During the first week of the primaries to lead the British Conservative Party, it was still possible to hear from some candidates toasts to unity, calls for a clean competition in which respect among colleagues prevailed Tories and solemn commitments not to enter into the dirty game of politics.
In the week in which it must be decided – probably on Wednesday – the two of the five candidates to replace Boris Johnson who will go to the next phase, and will measure their forces before 200,000 party members, hardly any of those good intentions remain standing. Former Economy Minister Rishi Sunak —still the favorite in the race—; Foreign Minister Liz Truss; the Secretary of State for Commerce, Penny Mordaunt; the Secretary of State for Municipal Government, Kemi Badenoch; and the president of the Parliamentary Committee on Foreign Affairs, Tom Tugendhat —perhaps the most respectful of the rest of his colleagues— have begun to launch reproaches and personal attacks at each other. The enemy to bring down, for most of them, is Sunak, because of his tax increase, which the pandemic and its enormous cost could justify, but which in a context of ideological rivalry between conservatives is a sin to reproach and blame.
But the darts were also aimed at Mordaunt, the great surprise of the competition, who holds the second position in number of votes from his fellow Conservative MPs. The foam of his popularity has begun to sink due to his ups and downs regarding such a thorny issue as gender self-determination. The policy that just a year ago stated in the parliamentary tribune that “a trans woman is a woman and a trans man is a man” is now trying to qualify, to the chagrin of its opponents, a position that does not enjoy much prestige in the conservative ranks : “I don’t think the voters in my constituency would continue to vote for me over and over again if they thought that my thinking is far from the majority’s feelings,” he tried to settle the matter in the second debate between candidates, held this Sunday on the ITV network. He already had a hard time escaping such a sticky subject in the first televised matchup between the hopefuls last Friday. Badenoch, of Nigerian origin and furious defender of Brexit, has been the toughest with Mordaunt on this matter, with an almost condescending tone for a policy that many colleagues still see very green: “I would not call her a liar, but I think that it is possible that, in some of the things that he said or promoted in the past [como ministra]did not understand what he was signing, because it is a very complex issue”, he said this weekend about the contradictions expressed by his rival.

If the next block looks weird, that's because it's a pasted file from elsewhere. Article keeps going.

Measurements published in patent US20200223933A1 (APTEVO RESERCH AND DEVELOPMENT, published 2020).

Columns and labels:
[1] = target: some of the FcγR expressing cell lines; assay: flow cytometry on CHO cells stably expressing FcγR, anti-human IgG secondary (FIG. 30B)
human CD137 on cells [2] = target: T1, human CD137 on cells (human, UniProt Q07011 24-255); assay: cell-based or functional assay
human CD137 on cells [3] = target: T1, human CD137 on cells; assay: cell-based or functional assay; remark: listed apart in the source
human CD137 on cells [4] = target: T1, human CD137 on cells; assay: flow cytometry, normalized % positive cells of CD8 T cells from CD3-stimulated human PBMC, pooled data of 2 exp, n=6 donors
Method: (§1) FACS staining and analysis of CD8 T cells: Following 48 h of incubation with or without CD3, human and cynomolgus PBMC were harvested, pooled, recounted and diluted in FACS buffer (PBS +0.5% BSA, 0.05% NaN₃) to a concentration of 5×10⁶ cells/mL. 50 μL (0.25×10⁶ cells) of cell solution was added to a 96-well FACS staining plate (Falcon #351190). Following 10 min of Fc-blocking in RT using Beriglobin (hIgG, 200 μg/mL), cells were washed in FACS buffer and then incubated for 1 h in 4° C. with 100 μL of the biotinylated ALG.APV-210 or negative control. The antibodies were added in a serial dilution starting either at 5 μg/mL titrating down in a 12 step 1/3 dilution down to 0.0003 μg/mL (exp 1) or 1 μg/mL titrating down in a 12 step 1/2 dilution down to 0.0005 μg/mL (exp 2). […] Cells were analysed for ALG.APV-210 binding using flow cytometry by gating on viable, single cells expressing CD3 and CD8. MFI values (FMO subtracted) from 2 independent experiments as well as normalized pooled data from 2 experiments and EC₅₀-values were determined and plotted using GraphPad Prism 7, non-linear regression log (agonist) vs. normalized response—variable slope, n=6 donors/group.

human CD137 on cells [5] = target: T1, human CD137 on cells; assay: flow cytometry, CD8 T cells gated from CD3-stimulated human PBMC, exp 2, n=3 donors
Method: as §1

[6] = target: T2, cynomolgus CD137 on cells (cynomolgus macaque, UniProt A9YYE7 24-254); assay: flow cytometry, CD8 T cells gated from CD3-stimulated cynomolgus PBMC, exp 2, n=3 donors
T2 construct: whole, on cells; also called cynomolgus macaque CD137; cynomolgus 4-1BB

Sunak v. Truss, for his Liberal Democrat and anti-Brexit past; Truss against Sunak, due to his weakness in dealing with the threat posed by China; Mordaunt vs. Sunak for not lowering taxes; Tugendhat v. Mordaunt for being unable to give a single detail of his economic plans. “When are you going to explain to the citizens what your plans are?”, He has tried to corner her in the debate.
The first phase of these primaries is actually decided in the corridors of Parliament. The deputies of the conservative group will vote again this Monday, and the candidate with the least support will be eliminated. So, day after day, until Wednesday there are only two left. Parliamentarians transfer their support in a strategic way, and even to preserve their own personal interests.
Television debates or speeches are not factors that can drastically alter the expectations of the competition. But they are important. A week and two debates later, Sunak still has a solid lead that suggests he will be in the final two. Mordaunt and Truss, two clear and solid bets at the beginning of last week, are at some risk – still small – of deflating. Badenoch, for whom few gave a pound sterling when he launched his candidacy, hangs on with unforeseen force. And Tugendhat, the candidate who is most identified with the moderate wing of the party – and least happy with Brexit – has managed to garner good impressions in the debates, by confronting his military record and his personal integrity with the past of lies and scandals of Johnson. The latest votes, however, suggest that he may be the first to go.
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During a month of August that is anticipated to be warm in terms of weather and the economy — there are already announced strikes in the public sector demanding a salary increase that responds to runaway inflation — Conservative affiliates will be able to meet and listen to the two candidates that remain standing, and cast their votes by mail. On September 5, one day before Parliament opens its new session, the name of the new — or new — Prime Minister of the United Kingdom will be announced.